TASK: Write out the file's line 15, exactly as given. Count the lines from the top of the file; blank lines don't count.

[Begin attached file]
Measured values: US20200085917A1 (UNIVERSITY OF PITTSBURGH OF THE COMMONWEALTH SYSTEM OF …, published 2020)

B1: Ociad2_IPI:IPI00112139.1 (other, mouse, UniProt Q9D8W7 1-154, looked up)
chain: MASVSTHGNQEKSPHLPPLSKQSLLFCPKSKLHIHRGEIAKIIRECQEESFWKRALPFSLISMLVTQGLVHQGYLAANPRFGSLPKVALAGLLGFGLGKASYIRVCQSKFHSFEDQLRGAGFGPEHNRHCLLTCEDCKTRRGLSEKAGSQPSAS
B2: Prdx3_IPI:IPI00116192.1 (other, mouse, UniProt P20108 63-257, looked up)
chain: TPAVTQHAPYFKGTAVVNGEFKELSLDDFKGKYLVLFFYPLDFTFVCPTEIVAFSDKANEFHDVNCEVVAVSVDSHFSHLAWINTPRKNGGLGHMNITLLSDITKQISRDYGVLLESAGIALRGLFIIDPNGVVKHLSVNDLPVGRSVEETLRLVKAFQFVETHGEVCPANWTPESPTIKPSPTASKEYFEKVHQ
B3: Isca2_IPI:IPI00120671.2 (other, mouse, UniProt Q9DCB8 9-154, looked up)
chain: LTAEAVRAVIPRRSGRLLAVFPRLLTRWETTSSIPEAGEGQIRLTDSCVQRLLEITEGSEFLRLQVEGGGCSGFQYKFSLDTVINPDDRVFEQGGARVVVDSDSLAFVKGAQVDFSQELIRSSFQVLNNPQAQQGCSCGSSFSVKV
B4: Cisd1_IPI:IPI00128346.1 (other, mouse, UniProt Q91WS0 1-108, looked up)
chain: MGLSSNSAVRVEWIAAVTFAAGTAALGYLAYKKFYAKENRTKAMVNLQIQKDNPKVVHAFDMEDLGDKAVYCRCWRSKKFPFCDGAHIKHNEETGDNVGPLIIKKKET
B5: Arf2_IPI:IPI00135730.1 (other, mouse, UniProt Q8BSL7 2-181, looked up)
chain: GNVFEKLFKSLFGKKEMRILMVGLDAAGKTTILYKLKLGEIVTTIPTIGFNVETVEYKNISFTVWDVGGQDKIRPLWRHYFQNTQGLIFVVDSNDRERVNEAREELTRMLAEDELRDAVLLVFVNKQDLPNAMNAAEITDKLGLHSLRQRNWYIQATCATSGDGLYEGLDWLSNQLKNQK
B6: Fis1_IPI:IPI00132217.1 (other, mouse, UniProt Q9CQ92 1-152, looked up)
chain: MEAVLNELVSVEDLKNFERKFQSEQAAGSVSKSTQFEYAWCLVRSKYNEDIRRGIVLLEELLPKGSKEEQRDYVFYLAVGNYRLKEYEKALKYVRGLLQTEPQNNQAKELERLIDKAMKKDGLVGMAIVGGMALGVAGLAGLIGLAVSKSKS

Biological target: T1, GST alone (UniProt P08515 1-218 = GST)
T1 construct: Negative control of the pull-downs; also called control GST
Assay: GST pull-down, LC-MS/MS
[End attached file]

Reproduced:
T1 construct: Negative control of the pull-downs; also called control GST